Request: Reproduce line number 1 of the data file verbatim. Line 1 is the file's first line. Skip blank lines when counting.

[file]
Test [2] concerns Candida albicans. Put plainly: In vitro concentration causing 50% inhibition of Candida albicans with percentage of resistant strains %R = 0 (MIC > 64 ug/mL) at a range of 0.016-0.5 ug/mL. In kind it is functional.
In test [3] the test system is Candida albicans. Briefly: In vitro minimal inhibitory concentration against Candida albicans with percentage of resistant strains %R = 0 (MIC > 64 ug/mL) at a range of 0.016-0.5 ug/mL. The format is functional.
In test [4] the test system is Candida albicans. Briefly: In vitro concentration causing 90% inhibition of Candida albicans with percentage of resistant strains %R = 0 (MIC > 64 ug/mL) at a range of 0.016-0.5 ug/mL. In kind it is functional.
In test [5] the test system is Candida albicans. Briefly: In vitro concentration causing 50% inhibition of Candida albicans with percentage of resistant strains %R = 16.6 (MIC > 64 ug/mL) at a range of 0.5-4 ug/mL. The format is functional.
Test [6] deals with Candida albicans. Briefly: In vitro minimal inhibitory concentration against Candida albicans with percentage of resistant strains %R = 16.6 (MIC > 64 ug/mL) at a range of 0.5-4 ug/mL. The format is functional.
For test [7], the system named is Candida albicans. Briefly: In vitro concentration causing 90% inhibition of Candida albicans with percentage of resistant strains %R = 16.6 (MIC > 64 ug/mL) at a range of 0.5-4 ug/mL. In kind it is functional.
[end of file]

Test [2] concerns Candida albicans. Put plainly: In vitro concentration causing 50% inhibition of Candida albicans with percentage of resistant strains %R = 0 (MIC > 64 ug/mL) at a range of 0.016-0.5 ug/mL. In kind it is functional.